You can buy yourself a domain at pretty much any time during this process, via whichever host you’ve chosen. Once you’ve bought it, it will take a couple of days to become available for use, so earlier is better. Personally, because domains are so cheap (approx $10 for 2 years) I tend to purchase a domain as soon as I think of a project, well before I get to actually creating it - the Guerilla Showrunner domain, for example, was sitting around for 2 years before I started writing here.

I’d still recommend a .com domain if you possibly can. Other TLDs (Top Level Domains - .com, .net, .co.uk, etc) are available, but your audience will assume you’re a .com unless you make a really big point otherwise - and that’ll lose you viewers if you’ve actually chosen a .tv or similar.

Unless you’re doing something very complicated yourself, setting your domain up to point to your website will be very simple, and will be handled by your web host. It’s worth noting that both Dreamhost and NFS.net (see Part 1) will also provide you a temporary domain to work on the site even if you don’t have a domain name yet - so you can easily get your site set up and happy before buying a domain.

You’ll also want email for your domain name - [email protected], etc. Now, you can run an “email server” on the same machine as your website, but - and I speak from experience here, having done it for many years - that way lies a pain in the ass so royal I think it’s having a wedding in London this month.

If your website goes down and you’re hosting email on that machine, you can’t get your email. Yes, your WEBSITE crashing means your email stops working. This Is Not Good.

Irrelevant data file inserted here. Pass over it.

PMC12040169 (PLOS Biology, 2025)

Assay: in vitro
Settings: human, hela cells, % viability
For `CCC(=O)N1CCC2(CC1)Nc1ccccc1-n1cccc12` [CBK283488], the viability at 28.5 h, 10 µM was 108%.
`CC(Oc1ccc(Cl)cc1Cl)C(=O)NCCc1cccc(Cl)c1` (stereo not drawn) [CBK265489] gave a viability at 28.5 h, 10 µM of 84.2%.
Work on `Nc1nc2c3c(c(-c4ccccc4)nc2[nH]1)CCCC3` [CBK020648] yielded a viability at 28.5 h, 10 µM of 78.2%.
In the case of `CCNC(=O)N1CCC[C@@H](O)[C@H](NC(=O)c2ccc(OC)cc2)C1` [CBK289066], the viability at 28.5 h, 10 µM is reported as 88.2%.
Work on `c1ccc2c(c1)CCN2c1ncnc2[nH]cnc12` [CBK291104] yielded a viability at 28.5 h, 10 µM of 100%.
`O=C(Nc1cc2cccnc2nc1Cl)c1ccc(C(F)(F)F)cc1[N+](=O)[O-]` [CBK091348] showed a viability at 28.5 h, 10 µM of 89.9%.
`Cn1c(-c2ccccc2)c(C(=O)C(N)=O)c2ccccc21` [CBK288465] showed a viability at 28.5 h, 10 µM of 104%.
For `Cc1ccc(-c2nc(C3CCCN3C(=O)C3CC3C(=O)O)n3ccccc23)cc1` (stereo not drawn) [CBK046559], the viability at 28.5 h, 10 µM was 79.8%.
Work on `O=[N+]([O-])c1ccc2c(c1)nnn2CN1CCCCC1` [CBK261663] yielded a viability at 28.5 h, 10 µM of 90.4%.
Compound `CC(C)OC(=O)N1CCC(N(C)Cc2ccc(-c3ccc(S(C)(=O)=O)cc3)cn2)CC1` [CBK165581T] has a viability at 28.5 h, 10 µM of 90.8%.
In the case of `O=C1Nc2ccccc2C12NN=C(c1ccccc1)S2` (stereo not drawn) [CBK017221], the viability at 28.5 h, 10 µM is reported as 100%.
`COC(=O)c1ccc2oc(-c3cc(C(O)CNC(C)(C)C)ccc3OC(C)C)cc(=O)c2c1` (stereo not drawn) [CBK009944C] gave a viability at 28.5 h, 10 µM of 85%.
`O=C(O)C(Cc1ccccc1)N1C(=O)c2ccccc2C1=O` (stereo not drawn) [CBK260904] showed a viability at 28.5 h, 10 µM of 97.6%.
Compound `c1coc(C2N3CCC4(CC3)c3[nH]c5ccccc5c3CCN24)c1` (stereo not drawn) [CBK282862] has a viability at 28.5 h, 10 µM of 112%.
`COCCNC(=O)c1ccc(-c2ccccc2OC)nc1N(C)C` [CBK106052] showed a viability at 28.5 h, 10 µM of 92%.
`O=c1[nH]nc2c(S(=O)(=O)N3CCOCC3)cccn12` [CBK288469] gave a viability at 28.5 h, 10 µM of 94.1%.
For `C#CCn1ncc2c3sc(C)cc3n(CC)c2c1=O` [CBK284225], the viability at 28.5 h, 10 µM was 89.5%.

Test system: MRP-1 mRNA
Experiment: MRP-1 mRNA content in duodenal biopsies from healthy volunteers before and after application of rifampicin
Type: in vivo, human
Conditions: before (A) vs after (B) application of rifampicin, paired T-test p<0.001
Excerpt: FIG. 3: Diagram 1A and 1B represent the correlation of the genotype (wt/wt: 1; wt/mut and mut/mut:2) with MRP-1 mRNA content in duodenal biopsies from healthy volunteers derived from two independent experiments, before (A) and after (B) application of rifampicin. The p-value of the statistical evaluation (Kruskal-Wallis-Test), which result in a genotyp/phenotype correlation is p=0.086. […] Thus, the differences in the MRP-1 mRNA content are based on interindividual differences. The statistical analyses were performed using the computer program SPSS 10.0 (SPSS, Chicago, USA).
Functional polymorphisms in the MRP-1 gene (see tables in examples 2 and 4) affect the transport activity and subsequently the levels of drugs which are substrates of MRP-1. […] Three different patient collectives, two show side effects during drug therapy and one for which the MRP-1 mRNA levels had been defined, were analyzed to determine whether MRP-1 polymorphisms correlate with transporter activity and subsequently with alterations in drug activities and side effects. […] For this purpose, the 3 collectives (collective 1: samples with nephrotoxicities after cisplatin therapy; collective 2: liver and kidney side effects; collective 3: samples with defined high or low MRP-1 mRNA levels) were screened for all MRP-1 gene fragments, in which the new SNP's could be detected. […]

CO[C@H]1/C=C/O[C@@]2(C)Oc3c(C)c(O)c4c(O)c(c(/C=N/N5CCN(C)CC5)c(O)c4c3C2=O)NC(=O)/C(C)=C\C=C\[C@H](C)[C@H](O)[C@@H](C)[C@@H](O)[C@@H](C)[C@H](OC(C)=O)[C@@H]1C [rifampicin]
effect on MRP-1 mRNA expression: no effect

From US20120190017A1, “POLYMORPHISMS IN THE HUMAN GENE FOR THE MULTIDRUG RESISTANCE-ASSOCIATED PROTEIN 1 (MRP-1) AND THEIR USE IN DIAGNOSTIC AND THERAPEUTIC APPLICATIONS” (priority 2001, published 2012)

Worse, any email anyone sends you will bounce. You’ll be panicking and running around from the moment it drops - or worse, from when you realise it’s been down for six hours and you’ve lost the mail from your sponsors you had to reply to NOWNOWNOW.

Instead, I’d recommend setting up a free account on Google Apps and running your domain’s email through that. It’s very user-friendly, and it’s extremely reliable. Even better than that, its reliability is totally out of your hands, so you don’t have to worry about it at all. I’ve been running all my domains this way for years, and I’m very happy with the results.

Google Analytics

You need to know what’s happening with your website. It’s as simple as that. You need to know how many people are coming to see your show, from where, when, why, and how much of it they’re watching.

For that, you need to sign up to Google Analytics. There are other analytics programs out there, but Google’s one is free, very usable, and stable as hell.